SOMA (PS4) - ReviewEvan Norris , posted on 30 September 2015 / 7,339 Views
Frictional Games has long demonstrated its mastery over the horror genre. First with Penumbra and then with Amnesia, the Swedish studio has proven that it can tap into its players' nightmares to produce terrifying and mentally stimulating experiences. Now Frictional is back with perhaps its deepest and most complete game yet, SOMA.
So much of SOMA is about discovering the details yourself, so a short synopsis here will suffice. SOMA is the story of Simon Jarret, who suffers from brain damage and bleeding as a result of a car crash. In order to mend his damaged brain, Simon agrees to an experimental brain scan. During the scan, something goes wrong, and Simon wakes up in a mysterious and dangerous place.
Those who are looking for the visceral terror of Frictional's earlier work, including Penumbra and Amnesia, may find SOMA somewhat disappointing. The jump scares in SOMA are few and far between. Rather, the game relies on more cerebral scare tactics. Frictional accomplishes this in a number of ways.
Firstly, the world of SOMA is perfectly detailed and convincing. It feels organic and lived-in. Evidence of things that went horribly wrong, including left-behind audio files and blood stains, combine with the realistic and immersive world to create a foreboding sense of tension and sometimes dread. If something terrible isn't happening now, the game convinces you that something terrible already happened or that something terrible is about to happen.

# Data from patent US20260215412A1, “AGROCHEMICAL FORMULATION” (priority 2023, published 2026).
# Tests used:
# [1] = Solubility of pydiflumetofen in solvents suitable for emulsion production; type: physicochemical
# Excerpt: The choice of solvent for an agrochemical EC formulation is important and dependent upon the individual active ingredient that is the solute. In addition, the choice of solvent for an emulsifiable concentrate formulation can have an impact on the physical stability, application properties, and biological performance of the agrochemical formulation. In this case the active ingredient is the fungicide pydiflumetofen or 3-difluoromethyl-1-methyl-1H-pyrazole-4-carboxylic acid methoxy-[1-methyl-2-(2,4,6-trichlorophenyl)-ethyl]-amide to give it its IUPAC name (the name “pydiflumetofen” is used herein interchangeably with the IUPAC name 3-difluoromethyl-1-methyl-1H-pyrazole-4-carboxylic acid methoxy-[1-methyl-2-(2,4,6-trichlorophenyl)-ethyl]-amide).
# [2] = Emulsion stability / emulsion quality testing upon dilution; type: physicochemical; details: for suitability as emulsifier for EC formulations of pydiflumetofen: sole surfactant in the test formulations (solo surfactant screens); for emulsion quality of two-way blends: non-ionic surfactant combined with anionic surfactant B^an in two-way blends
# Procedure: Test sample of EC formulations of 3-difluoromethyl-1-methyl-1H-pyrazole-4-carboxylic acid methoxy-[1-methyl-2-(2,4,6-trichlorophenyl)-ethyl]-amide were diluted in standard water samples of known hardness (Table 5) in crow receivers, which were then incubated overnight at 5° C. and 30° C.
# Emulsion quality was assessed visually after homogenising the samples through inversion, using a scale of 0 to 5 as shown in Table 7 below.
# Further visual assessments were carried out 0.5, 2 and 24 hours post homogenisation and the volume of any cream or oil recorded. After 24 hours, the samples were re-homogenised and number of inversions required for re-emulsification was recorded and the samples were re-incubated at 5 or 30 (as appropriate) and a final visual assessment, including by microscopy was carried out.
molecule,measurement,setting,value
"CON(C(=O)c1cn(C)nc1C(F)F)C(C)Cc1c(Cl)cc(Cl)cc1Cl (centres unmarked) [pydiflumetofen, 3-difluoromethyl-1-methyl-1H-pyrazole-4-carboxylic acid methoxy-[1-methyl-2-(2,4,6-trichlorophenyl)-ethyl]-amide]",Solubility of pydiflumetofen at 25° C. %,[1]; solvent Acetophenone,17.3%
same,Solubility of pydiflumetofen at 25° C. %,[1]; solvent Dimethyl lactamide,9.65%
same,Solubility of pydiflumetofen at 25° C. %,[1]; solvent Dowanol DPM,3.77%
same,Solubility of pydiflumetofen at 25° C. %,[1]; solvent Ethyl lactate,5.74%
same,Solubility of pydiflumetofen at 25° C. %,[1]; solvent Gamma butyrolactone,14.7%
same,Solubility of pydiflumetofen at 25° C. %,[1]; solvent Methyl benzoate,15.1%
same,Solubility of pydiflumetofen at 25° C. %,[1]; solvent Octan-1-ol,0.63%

Secondly, the game's sound design is spectacular. Whether it's the sound of shuffling monsters, electronic beeps, or the groan of metal, the sounds in SOMA will transport you to another world fraught with danger.
Lastly, SOMA asks impossible questions of its players and introduces chilling notions about humanity. The scariest things about SOMA, in fact, are the ideas it puts forward about artificial intelligence, about consciousness, and about what it means to be alive.
Mechanically, SOMA functions closely to Frictional's earlier works. There is no fighting. Rather, Simon must use tools and stealth to solve problems and creep past monsters. In some cases, he must simply run for his life.
There are a fair number of puzzles in SOMA, but don't expect any brain-melting riddles. Usually they involve finding a hidden code or collecting a set of tools. Doing some extracurricular exploration, however, is advised. There are audio files, e-mail messages, and photos off the beaten path that explain and enrich the story of SOMA.
Overall, SOMA is one of the better survival-horror games of the last decade. But it does have some warts. Loading times are painfully long and sometimes interrupt the game's carefully-tuned atmosphere. The game also starts slowly, taking some time to build up momentum.
While SOMA may not have the jump scares and visceral thrills of Frictional's past titles, it manages to create an impending sense of danger through audio cues and a convincing game world. Moreover, it introduces thought-provoking and terrifying ideas about artificial intelligence and humanity. The result is Frictional's most mature and meaningful game yet.
This review is based on a digital copy of SOMA for the PS4, provided by the publisher.